Mowzer Mowzer - 10 days ago 5
Javascript Question

Weird behavior with Regex matching

Here is a Codepen version.

My goal is to iterate over the elements of an array, search for a regex matching

~@
something
@~
, remove those "bookends" identifying the match, then join the array. In the following example, the result should look like
a/b/c
.

However, in actuality, I get the result
a/~@b@~/c
. To make things even more confusing, when I reverse the order of the array elements, the problem result changes from the
~@b@~
to the
~@c@~
. And, finally, to make things downright weird, the problem seems to resolve itself by adding a simple
match
method which, itself, always returns a value of
false
. See comments for those in code. And see for yourself.

What is causing this strange behavior? And what is the correct way to iterate over these elements and do the substitution I describe?



function myFunction() {
var a = ["a", "~@b@~", "~@c@~"]
var re = /~@(.*?)@~/g;
var i = a.length;
// Uncomment below line to see the problem change from ~@b@~ to ~@c@~
//a.reverse();
while (i--) {
console.log('i', i, 'str', a[i]);
var match = re.exec(a[i]);
console.log('match', match);
// Uncomment the below line to see it work properly.
//console.log('test', re.test(a[i]));
if (match && match[0] && match[1]) {
a[i] = a[i].replace(match[0], match[1]);
console.log('a[i]', a[i]);
}
}
var res = a.join('/');
document.getElementById("demo").innerHTML = res;
}

<p>
My goal is to print the string: <code>a/b/c</code>. See weird <i>uncomment</i> fix in JS.
<button onclick="myFunction()">Click Here</button>
</p>
<p id="demo"></p>




Answer

The reason for the behavior is that your regex has the global flag (g) but you're only executing it once; that means its lastIndex is set and the next time you run it, it tries to start from where it left off.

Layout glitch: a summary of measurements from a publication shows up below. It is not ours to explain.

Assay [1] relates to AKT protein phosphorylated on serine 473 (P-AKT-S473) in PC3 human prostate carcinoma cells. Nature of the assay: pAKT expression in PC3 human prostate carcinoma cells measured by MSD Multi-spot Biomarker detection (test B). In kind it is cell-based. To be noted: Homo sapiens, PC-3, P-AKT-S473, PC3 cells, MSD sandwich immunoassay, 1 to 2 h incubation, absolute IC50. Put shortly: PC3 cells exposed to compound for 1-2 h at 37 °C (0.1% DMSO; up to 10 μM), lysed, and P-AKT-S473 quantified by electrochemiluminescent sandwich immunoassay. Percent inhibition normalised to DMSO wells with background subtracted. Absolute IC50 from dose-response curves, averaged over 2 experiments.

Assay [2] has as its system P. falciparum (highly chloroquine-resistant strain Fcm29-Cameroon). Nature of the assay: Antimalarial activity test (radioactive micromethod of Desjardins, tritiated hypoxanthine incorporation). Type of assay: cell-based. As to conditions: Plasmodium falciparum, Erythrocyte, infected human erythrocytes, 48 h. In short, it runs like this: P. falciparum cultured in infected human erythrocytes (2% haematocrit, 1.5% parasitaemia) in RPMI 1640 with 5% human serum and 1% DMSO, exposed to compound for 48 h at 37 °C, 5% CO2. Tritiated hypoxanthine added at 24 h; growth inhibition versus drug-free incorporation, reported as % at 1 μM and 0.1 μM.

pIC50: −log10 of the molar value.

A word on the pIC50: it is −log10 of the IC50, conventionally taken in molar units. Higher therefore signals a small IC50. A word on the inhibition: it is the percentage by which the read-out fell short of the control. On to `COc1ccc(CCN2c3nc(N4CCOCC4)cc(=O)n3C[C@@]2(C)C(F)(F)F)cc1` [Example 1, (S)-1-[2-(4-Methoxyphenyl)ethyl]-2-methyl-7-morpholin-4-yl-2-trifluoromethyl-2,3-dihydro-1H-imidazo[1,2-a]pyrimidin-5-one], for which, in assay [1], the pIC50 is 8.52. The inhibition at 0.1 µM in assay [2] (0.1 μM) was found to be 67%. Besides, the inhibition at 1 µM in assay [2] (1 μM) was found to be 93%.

Either remove the g flag, or add

re.lastIndex = -1;

...as the first line in the while loop:

function myFunction() {
  var a = ["a", "~@b@~", "~@c@~"]
  var re = /~@(.*?)@~/;             // <=== Note `g` removed
  var i = a.length;
  var t;
  while (i--) {
    var match = re.exec(a[i]);
    if (match && match[0] && match[1]) {
      a[i] = a[i].replace(match[0], match[1]);
    }
  }
  var res = a.join('/');
  document.getElementById("demo").innerHTML = res;
}
<p>
  My goal is to print the string: <code>a/b/c</code>. See weird <i>uncomment</i> fix in JS.
  <button onclick="myFunction()">Click Here</button>
</p>
<p id="demo"></p>

However, if you leave that g flag on the regex, you can replace the entire contents of the while loop with

a[i] = a[i].replace(re, "$1");

function myFunction() {
  var a = ["a", "~@b@~", "~@c@~"]
  var re = /~@(.*?)@~/;
  var i = a.length;
  var t;
  //  Uncomment below line to see the problem change from ~@b@~ to ~@c@~
  //a.reverse();
  while (i--) {
    a[i] = a[i].replace(re, "$1");
  }
  var res = a.join('/');
  document.getElementById("demo").innerHTML = res;
}
<p>
  My goal is to print the string: <code>a/b/c</code>. See weird <i>uncomment</i> fix in JS.
  <button onclick="myFunction()">Click Here</button>
</p>
<p id="demo"></p>

...which also has the advantage of handling entries in the form "~@b@~~@c@~" (because it replaces all occurrences in the string, not just the first one).